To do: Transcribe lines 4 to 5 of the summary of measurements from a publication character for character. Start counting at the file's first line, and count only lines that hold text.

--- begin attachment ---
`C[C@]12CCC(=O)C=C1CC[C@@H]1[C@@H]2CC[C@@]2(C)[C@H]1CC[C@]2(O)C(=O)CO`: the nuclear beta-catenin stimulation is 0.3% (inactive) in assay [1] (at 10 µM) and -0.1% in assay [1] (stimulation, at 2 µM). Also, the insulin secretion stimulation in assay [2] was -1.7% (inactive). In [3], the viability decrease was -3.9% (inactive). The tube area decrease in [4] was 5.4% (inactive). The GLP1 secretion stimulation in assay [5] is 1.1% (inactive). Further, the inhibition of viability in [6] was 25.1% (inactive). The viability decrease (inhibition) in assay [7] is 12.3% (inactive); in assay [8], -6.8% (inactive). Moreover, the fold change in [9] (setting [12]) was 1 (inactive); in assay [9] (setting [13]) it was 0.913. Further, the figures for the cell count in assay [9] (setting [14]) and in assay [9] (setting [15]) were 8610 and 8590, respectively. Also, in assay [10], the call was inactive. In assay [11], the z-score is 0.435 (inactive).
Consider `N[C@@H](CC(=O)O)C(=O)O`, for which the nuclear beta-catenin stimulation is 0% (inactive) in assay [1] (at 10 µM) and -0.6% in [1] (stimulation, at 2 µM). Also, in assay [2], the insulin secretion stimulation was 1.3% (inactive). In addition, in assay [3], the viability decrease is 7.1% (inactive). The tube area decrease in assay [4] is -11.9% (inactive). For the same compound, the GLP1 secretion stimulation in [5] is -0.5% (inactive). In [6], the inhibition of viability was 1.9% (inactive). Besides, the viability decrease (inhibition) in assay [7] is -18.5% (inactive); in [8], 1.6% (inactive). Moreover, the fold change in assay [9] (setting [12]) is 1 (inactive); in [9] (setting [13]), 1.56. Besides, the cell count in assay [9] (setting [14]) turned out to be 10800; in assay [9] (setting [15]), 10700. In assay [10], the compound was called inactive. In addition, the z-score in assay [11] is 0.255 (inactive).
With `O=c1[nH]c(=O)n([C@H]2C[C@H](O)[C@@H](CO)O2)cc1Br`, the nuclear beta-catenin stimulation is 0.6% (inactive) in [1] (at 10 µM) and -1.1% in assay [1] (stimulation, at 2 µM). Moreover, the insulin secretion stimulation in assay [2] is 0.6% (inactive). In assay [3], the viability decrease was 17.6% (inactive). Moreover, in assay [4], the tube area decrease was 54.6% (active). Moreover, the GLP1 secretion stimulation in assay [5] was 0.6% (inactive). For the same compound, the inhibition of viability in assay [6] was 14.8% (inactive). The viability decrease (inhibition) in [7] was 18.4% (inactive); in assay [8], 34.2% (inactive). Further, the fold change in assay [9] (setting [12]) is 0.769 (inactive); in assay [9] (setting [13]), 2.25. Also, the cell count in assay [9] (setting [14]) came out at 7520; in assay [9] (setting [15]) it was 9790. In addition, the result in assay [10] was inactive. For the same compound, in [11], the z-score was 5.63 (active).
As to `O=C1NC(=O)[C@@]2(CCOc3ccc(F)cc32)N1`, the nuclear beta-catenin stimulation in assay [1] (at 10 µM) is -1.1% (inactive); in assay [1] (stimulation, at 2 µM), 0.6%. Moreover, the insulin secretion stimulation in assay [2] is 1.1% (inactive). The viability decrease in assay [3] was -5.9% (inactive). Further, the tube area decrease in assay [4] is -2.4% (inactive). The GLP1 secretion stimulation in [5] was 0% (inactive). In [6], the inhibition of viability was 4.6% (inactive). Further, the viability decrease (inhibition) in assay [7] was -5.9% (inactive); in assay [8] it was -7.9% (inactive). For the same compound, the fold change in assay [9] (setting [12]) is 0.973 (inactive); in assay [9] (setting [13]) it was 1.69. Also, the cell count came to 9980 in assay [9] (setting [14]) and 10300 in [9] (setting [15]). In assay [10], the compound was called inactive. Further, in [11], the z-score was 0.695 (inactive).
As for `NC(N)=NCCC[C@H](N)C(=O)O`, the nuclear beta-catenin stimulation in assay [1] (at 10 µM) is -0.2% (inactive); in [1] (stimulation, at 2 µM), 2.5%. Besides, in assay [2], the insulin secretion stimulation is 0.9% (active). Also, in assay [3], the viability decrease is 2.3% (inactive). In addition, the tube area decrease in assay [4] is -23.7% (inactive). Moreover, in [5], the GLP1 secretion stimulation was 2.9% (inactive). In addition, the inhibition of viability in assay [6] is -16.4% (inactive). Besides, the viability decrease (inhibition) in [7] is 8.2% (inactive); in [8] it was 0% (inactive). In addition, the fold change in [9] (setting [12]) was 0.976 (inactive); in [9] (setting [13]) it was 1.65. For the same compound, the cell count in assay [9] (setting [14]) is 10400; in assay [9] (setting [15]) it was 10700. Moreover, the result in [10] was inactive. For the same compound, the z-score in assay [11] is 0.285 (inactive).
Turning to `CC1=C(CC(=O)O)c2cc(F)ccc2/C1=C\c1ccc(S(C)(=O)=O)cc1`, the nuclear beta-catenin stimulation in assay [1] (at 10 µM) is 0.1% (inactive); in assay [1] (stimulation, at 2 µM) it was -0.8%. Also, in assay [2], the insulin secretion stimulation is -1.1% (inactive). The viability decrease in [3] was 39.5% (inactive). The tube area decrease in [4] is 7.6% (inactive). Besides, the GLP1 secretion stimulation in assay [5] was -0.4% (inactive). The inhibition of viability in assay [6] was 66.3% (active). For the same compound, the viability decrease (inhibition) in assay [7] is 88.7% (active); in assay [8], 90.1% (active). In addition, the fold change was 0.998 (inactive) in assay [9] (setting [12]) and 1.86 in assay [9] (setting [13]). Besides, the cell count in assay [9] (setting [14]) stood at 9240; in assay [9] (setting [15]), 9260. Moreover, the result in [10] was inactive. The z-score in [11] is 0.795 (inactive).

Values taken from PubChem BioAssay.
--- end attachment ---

As to `O=C1NC(=O)[C@@]2(CCOc3ccc(F)cc32)N1`, the nuclear beta-catenin stimulation in assay [1] (at 10 µM) is -1.1% (inactive); in assay [1] (stimulation, at 2 µM), 0.6%. Moreover, the insulin secretion stimulation in assay [2] is 1.1% (inactive). The viability decrease in assay [3] was -5.9% (inactive). Further, the tube area decrease in assay [4] is -2.4% (inactive). The GLP1 secretion stimulation in [5] was 0% (inactive). In [6], the inhibition of viability was 4.6% (inactive). Further, the viability decrease (inhibition) in assay [7] was -5.9% (inactive); in assay [8] it was -7.9% (inactive). For the same compound, the fold change in assay [9] (setting [12]) is 0.973 (inactive); in assay [9] (setting [13]) it was 1.69. Also, the cell count came to 9980 in assay [9] (setting [14]) and 10300 in [9] (setting [15]). In assay [10], the compound was called inactive. Further, in [11], the z-score was 0.695 (inactive).
As for `NC(N)=NCCC[C@H](N)C(=O)O`, the nuclear beta-catenin stimulation in assay [1] (at 10 µM) is -0.2% (inactive); in [1] (stimulation, at 2 µM), 2.5%. Besides, in assay [2], the insulin secretion stimulation is 0.9% (active). Also, in assay [3], the viability decrease is 2.3% (inactive). In addition, the tube area decrease in assay [4] is -23.7% (inactive). Moreover, in [5], the GLP1 secretion stimulation was 2.9% (inactive). In addition, the inhibition of viability in assay [6] is -16.4% (inactive). Besides, the viability decrease (inhibition) in [7] is 8.2% (inactive); in [8] it was 0% (inactive). In addition, the fold change in [9] (setting [12]) was 0.976 (inactive); in [9] (setting [13]) it was 1.65. For the same compound, the cell count in assay [9] (setting [14]) is 10400; in assay [9] (setting [15]) it was 10700. Moreover, the result in [10] was inactive. For the same compound, the z-score in assay [11] is 0.285 (inactive).